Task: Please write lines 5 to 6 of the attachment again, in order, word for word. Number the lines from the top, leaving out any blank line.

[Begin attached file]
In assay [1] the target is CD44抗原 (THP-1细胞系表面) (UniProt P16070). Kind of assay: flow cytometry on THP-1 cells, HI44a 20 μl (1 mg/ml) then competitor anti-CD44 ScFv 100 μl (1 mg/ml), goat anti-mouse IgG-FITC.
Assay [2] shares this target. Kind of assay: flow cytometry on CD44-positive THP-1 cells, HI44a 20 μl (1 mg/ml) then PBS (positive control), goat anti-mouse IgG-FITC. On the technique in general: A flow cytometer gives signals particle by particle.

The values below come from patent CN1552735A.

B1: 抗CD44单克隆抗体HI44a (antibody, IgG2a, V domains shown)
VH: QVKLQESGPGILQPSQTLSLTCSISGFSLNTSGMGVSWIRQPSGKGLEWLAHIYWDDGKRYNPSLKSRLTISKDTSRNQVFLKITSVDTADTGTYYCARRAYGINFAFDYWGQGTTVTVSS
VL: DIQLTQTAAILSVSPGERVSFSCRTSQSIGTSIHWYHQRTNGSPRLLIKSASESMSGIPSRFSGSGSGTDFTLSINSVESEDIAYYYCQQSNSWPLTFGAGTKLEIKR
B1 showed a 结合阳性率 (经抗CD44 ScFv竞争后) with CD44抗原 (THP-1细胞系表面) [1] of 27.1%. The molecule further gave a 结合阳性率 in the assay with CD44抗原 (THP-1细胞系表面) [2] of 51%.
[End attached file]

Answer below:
VH: QVKLQESGPGILQPSQTLSLTCSISGFSLNTSGMGVSWIRQPSGKGLEWLAHIYWDDGKRYNPSLKSRLTISKDTSRNQVFLKITSVDTADTGTYYCARRAYGINFAFDYWGQGTTVTVSS
VL: DIQLTQTAAILSVSPGERVSFSCRTSQSIGTSIHWYHQRTNGSPRLLIKSASESMSGIPSRFSGSGSGTDFTLSINSVESEDIAYYYCQQSNSWPLTFGAGTKLEIKR